What is your story?
What is the story you tell about yourself, your life, your history, your possibilities, your future?
Most of us don’t realize that on a daily basis we tell a story, and it’s a story we write.
This story is the one we tell about who we are as people, about what we are capable of, and about what the world offers or doesn’t offer us.
We take the events, circumstances, and lessons of our life up to this point and craft a story about who we are, what’s possible in our world, and about what is possible for us.
What’s important about these stories
While the events, circumstances, and things you’ve learned in life help build your story, these elements aren’t really the most important aspect of it.
Your story’s most important component is your interpretation, or perspective of those other elements.
It is your interpretation, and the way you value the events, circumstances, and lessons of life, that gives your story power. The meaning you ascribe to those things determines whether that power is positive or negative.
Before going further into the power of your story, it is helpful to really understand what your story is, and part of uncovering it is in seeing the way in which many of us tell our stories.
How to recognize these stories, by seeing how we tell them
Most of the time, we don’t narrate our story in a comprehensive, linear way. Instead, we share it with the world — or just our own subconscious — in fragments and pieces.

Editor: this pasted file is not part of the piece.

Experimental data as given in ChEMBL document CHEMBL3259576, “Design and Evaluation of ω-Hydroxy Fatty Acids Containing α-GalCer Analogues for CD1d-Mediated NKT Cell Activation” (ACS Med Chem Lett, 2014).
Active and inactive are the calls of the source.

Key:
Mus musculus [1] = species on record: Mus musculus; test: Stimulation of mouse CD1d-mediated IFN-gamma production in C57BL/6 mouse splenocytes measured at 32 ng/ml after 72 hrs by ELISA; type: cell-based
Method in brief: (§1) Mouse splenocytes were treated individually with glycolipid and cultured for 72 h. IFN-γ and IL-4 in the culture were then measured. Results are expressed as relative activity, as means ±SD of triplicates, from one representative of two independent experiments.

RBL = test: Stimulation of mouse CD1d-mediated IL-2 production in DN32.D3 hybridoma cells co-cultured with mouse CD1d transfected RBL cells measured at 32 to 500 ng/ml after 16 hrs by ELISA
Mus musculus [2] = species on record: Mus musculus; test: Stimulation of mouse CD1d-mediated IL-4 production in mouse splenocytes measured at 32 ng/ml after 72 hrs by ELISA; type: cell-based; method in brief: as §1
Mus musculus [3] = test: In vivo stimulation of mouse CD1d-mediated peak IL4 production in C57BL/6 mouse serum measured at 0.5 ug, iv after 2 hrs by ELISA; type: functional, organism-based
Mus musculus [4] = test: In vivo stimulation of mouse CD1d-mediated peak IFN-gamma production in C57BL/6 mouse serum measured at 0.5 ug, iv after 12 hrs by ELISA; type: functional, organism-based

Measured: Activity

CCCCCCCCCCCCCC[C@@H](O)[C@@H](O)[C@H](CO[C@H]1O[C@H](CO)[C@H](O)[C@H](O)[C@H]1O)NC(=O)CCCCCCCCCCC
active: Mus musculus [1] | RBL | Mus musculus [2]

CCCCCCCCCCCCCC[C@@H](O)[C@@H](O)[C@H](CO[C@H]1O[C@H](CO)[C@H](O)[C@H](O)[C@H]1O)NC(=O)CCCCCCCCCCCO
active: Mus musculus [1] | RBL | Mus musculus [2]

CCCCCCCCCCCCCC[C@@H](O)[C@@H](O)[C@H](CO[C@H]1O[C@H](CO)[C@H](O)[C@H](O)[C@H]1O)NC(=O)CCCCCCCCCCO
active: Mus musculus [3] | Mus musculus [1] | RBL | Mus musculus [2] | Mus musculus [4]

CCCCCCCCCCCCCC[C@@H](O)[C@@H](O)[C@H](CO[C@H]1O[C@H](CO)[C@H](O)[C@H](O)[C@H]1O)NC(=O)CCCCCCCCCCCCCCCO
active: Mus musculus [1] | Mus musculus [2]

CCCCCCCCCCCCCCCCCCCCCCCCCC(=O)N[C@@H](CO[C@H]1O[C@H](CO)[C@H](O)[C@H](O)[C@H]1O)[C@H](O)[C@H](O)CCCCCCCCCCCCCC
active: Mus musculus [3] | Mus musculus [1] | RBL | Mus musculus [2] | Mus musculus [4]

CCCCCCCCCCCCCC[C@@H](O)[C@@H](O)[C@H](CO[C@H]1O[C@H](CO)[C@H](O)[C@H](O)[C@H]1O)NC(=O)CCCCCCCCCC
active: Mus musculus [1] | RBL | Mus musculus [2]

We tell parts of the story when circumstances relating to its chapters come up in conversation, or find their way into the circumstances of our lives.
Given the splintered manner in which the story gets told, it can be hard to get a clear picture of its whole, and even recognizing its existence often eludes many people.
Likely, snippets of other people’s stories have crossed your ears at some point though, and while the gravity behind those stories is often hidden behind the short, casual nature in which they are shared, they offer glimpses into people’s bigger stories.
Much of the time, these bits of story contain phrases like:
- “Yeah, that’s just not going to happen for me.”
- “I don’t have… _____ , so I’ll never be able to… _____”
- “_____ …happened to me, so I can’t… _____”
- “I just don’t have the luck.”
- “I won’t find… _____”
- “Because of my personality, I’ll always struggle to… _____”
- “I’ll never be able to… _____”
- “I’m the type of person who… _____”
- “That’s just not me… _____”
- “That possible for other people, not me.”
- “I’m from… _____, and people from… _____ just can’t do… _____”
- “I’m too… _____ (old/young/rich/poor/educated/uneducated/etc) _____ to ever be able to… _____”
- “People like me just don’t… _____”
- “The moment I try to… _____ something always goes wrong.”
- “Everything is always against me.”
- “Because of the way I grew up, I’ll never… _____”
- “I’ve already past the age where I can… _____”
These bits of story touch on a person’s beliefs about who they are, what their traits are, what their abilities are, what their capabilities are, what their limitations are, and what the possibilities are for them in the world and their life.
They give a glimpse into the interpretations and meaning ascribed to the events, circumstances, and lessons in that person’s life.
By seeing many of these pieces of story, a bigger picture and understanding can be formed.
Then by looking at the broader life stories of large groups of people, it becomes clear that the meaning placed on events and circumstances can have a more profound effect on the course of life than the events themselves.